I must admit the $500 price has me lookin again.. GLow in the dark plastic, more colores.. lots has changed sicne i last looked.
Oh, I agree Clok, that until the software matures, the average person won't be making much, but I expect the software to evolve right along with the price-dropping hardware. As you say, there is also a huge library of pre-made designs ready to utilize and/or modify.
It's says they can use ABS plastic AND PLA if need be.
Some of the software they are using with camera's or even Kinect could make some of this proto tyyping quite easy at some time.. The possiblilties are quite amazing. As I say I was very close.... a lost remote cover, that broken memory retainer from a motherboard, a bttery case from a radio.. it would be quite cool to make that stuff. But as i thouhgt about it a long time, i just couldnt see it used for to much for the $1000 price.. now $500 is alot more inline if I knew my ability ot designs stuff would match it i would have one for sure.
3D Printing: The New Piracy?
Most of the talk of "piracy" centers around software and media piracy (music, movies, games, etc.). But with devices like the 3D printer, will we be seeing controversies surrounding piracy of physical objects in the future?!?!! Think about it: Disney figurines, fashionable belt buckles, "Star Wars" Lego sets, Barbie dolls and accessories, .... even illicit items like police badges; all could theoretically be reproduced by these printers, especially when the technology improves and the prices come down!
Do you think we have problems now with the MPAA and RIAA over software and media piracy? Think about what will happen when big league companies like Kenner, Mattel, Walmart, and others join the fight against "piracy!" That's almost way too much corporate money to fight a legal or political battle against!!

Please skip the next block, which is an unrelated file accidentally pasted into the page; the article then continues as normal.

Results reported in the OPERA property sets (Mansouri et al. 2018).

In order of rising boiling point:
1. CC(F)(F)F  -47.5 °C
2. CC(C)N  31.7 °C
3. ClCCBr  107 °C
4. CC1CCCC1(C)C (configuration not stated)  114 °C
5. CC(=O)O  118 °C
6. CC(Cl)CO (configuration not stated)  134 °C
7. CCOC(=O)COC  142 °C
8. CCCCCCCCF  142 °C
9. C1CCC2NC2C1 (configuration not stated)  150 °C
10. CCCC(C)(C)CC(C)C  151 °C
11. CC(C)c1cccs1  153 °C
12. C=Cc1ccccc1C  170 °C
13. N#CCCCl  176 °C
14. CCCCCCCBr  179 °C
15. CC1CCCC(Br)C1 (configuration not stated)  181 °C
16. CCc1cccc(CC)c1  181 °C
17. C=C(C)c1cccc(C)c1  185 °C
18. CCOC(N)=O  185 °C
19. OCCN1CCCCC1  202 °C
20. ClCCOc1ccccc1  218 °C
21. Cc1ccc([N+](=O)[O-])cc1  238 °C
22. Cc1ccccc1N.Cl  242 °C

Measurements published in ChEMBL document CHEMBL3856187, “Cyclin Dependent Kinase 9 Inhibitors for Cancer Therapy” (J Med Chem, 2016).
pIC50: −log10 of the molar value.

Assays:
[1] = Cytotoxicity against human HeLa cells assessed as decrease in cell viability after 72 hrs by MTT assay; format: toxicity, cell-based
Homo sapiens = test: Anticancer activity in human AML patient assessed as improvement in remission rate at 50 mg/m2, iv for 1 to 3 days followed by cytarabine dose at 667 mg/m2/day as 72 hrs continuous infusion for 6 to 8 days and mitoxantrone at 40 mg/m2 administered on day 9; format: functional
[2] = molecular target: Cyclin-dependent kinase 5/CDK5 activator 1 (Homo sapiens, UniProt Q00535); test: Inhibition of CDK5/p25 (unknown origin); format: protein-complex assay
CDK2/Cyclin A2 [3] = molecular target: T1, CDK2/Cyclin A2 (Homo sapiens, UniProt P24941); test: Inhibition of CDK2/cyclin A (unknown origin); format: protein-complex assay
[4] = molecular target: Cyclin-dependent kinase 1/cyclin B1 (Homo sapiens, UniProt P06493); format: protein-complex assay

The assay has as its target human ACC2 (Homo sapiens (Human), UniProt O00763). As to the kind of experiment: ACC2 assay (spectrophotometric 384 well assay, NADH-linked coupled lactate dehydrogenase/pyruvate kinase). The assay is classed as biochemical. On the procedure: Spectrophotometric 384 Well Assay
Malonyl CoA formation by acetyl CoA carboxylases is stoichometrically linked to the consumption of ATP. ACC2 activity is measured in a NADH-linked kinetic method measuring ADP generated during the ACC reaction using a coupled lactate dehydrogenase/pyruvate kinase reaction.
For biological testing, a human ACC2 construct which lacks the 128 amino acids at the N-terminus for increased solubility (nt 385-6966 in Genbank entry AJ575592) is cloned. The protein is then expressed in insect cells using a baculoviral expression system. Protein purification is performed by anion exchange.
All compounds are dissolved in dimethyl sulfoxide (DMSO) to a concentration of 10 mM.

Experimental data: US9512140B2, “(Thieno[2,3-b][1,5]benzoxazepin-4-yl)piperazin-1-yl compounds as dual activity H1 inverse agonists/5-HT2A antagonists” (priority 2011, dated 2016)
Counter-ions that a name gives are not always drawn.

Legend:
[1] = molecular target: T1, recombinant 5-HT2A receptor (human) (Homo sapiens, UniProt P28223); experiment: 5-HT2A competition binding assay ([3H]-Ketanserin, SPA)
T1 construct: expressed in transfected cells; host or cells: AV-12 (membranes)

I don't see devices like the "Kinect" to be accurate enough to realistically recreate most items, but there are devices such as laser scanners that can digitally recreate objects with an extremely accurate level of detail. Such "plans" could be released through the usual "pirate" channels, making it near impossible to stop. Perhaps the "plastic resin" needed to "print" these items might make it cost-prohibitive, but otherwise, it's definitely going to happen! Rather than having to deal with shady companies or back-alley crooks selling knock-off items, you can just "print" your "Spongebob" drinking cup at home! Welcome to the New World!
Ground Floor Opportunity
As "Clok1966" mentioned, these devices need "plans" to create objects from, and the ability to create these "plans" is beyond the abilities of most people. However, those who do have such technical abilities might be able to make money selling their own plans! If you create interesting decorative items using "CAD" programs, you might be able to get a cult following for your plans! 3D printers could open up a whole new "craft" hobby alongside "macrame" or "doll-making." You could sell plans for toys, trinkets, cups, model kits, and even functional items of practical use!